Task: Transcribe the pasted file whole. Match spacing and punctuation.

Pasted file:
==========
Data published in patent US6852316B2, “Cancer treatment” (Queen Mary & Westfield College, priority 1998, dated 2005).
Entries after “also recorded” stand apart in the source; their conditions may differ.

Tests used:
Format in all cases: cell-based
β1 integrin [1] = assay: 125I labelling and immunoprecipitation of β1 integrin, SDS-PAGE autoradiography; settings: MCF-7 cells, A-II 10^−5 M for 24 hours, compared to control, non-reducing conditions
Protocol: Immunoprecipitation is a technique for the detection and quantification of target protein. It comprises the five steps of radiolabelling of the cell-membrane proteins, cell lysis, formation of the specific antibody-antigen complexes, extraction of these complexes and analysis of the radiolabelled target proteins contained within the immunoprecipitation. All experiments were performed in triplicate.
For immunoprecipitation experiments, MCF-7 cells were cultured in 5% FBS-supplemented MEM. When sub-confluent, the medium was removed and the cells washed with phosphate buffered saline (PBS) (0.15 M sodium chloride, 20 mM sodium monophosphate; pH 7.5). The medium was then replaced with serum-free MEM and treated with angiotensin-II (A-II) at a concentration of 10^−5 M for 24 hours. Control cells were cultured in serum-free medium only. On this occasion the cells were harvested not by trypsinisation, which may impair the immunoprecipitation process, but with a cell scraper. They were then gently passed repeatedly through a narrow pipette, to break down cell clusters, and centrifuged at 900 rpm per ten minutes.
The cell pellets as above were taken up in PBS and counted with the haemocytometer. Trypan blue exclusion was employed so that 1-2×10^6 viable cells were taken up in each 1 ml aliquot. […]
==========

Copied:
Data published in patent US6852316B2, “Cancer treatment” (Queen Mary & Westfield College, priority 1998, dated 2005).
Entries after “also recorded” stand apart in the source; their conditions may differ.

Tests used:
Format in all cases: cell-based
β1 integrin [1] = assay: 125I labelling and immunoprecipitation of β1 integrin, SDS-PAGE autoradiography; settings: MCF-7 cells, A-II 10^−5 M for 24 hours, compared to control, non-reducing conditions
Protocol: Immunoprecipitation is a technique for the detection and quantification of target protein. It comprises the five steps of radiolabelling of the cell-membrane proteins, cell lysis, formation of the specific antibody-antigen complexes, extraction of these complexes and analysis of the radiolabelled target proteins contained within the immunoprecipitation. All experiments were performed in triplicate.
For immunoprecipitation experiments, MCF-7 cells were cultured in 5% FBS-supplemented MEM. When sub-confluent, the medium was removed and the cells washed with phosphate buffered saline (PBS) (0.15 M sodium chloride, 20 mM sodium monophosphate; pH 7.5). The medium was then replaced with serum-free MEM and treated with angiotensin-II (A-II) at a concentration of 10^−5 M for 24 hours. Control cells were cultured in serum-free medium only. On this occasion the cells were harvested not by trypsinisation, which may impair the immunoprecipitation process, but with a cell scraper. They were then gently passed repeatedly through a narrow pipette, to break down cell clusters, and centrifuged at 900 rpm per ten minutes.
The cell pellets as above were taken up in PBS and counted with the haemocytometer. Trypan blue exclusion was employed so that 1-2×10^6 viable cells were taken up in each 1 ml aliquot. […]